A recent piece in Science discusses this.   How can authors be disambiguated?   How can you tell that this Smith J is the same as that Smith JA?   Thomson Scientific’s ResearcherID is one solution, where you register and receive a number.     You then add references to your papers to your ResearcherID profile, by searching for them in Web of Science, or importing them as a file from EndNote or RefWorks (this was very good for me, as most of my publications are not in journals that are indexed in Web of Science).   You can register for ResearcherID if you have access to Web of Science or if someone invites you.    I am not clear that your ResearcherID information is fed into any other database, and if that is right, the only way to tell if a paper is by the person you are interested in is to search the ResearcherID database itself and hope that they have listed that paper as one of theirs.

Then there are disambiguation algorithms, as used by Web of Science.   Other schemes include a national ID scheme, as you find in the Netherlands, where there is a national network of repositories, the scheme being developed by people like the NIH, and the Scholar Universe Author Resolver (this links to RefWorks – thanks to my colleague Evelyn Cornell for mentioning this to me).

A possible problem is that one person will end up with multiple identifiers, or that something of theirs will not be linked to them because it depends on them to make the link.   

The problems of disambiguation are well known to any librarian and the Science piece discusses some of them.   Whether any of this will be a solution remains to be seen – I wonder if a partial solution is all we can hope for, and if so, how much of an advance this is on the present ambiguous situation.

Posted in Research Support | Tagged: , , | 2 Comments »

Papers you might like to read

Posted by gazjjohnson on 20 March, 2009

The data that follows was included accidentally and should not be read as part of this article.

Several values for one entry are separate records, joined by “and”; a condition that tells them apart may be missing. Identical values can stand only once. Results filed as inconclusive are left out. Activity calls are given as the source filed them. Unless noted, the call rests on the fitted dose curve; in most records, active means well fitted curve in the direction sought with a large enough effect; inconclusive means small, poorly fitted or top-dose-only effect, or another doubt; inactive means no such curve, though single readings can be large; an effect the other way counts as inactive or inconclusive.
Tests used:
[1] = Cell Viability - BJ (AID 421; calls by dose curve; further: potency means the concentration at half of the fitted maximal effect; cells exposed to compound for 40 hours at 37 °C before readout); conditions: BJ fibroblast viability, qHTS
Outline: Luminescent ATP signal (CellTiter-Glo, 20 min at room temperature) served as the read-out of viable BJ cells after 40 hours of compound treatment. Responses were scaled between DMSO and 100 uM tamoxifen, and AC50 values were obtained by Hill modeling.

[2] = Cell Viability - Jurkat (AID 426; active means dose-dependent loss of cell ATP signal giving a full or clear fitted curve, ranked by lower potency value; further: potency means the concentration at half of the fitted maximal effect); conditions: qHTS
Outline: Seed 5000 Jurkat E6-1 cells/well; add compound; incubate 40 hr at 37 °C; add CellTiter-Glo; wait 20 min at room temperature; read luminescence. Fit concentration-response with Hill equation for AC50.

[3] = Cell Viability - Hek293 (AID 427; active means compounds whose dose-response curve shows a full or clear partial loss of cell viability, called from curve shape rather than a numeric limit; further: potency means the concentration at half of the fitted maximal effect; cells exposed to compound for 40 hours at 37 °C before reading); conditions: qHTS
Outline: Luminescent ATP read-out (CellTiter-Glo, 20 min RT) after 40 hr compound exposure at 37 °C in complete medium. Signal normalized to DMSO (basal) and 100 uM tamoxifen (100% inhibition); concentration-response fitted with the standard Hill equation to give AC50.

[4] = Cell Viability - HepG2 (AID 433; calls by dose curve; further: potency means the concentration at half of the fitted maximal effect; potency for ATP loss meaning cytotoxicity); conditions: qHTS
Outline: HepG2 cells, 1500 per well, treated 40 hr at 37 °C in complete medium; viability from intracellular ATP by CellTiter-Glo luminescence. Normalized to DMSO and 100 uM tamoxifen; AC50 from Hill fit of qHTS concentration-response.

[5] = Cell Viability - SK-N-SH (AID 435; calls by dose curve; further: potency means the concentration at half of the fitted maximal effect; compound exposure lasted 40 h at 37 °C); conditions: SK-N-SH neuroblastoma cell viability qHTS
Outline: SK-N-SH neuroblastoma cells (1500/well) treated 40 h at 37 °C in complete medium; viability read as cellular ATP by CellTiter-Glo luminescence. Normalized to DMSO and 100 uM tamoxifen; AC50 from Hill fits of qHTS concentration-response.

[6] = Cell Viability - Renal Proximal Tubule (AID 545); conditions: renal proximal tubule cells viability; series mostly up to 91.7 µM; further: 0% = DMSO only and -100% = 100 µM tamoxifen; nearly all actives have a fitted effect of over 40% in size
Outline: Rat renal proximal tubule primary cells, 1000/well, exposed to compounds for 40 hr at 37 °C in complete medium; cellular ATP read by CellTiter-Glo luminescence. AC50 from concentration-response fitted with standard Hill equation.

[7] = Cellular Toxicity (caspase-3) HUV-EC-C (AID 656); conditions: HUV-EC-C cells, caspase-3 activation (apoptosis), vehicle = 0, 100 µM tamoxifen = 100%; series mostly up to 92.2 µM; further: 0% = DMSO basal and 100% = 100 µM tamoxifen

Read the last one with an awareness that it was prepared by the Publishing sector, and so there is a discernible bias in some of the considerations (perhaps no more than those from the other side of the fence, but you’re forewarned!).

Posted in Wider profession | Tagged: , , , , , , | Leave a Comment »

An author’s guide to blogging – some help & guidance

Posted by gazjjohnson on 4 September, 2008

As noted earlier we pioneering 4 wanted to expand out our test community to include a few more people, and hopefully by now you’ve had a chance to read the various emails I’ve sent out about it.

One thing we didn’t cover in the emails were any house rules and regulations for authors and commentors.  This blog is very much an informal knowledge exchange tool, which means we try to keep the tone light, informative and professional. It isn’t an appropriate place to air any inflammatory issues; rather it is a space to seek comment and input to areas you’re working on or to share/reflect on your own experiences. It is also a useful place to post links to articles or reports that are of interest to the library community.  We 4 have certainly learned quite a bit over the past couple of months already.

If you’ve never written for or read a blog before, we’d recommend following some of the links in the Blogroll(on the left) to see the tone and style adopted by other academic bloggers.  It might be that you’re actually a long time blogger with a different hat on (personally I’m into my 5th year of blogging now), in which case the four of us would like to invite you to start contributing sooner rather than later.  Don’t be afraid – no one is going to call you stupid!

I’ll leave you with Johnson’s good blogging conduct rules of thumb, which I’ll expect you all to inwardly digest and be able to quote from heart by next month:

  • Keep posts/comments short, light and readable (yes this post probably fails that test)
  • Don’t stress over the grammar – better out than in!
  • If you think it’s interesting, chances are someone else on staff does too and will benefit from it.
  • Add tags freely and plentiful – use categories sparingly (and please ask if you want to add more categories!)
  • Try and blog at least twice a month if not more – the more voices the blog has the more valuable and enjoyable it will be
  • Try and comment on at least one post a week – I will be keeping score.
  • There is no such thing as a bad post…(well almost)
  • If you’re unsure about anything- just ask me, Keith, Selina or Sarah
  • AND remember: anyone in the world could read your post/comment…so never blog anything you wouldn’t be prepared to stand up in the middle of a crowded room and shout about!

Posted in Blog admin, Web 2.0 & Emerging Technologies | Tagged: , , , , , , , , | 2 Comments »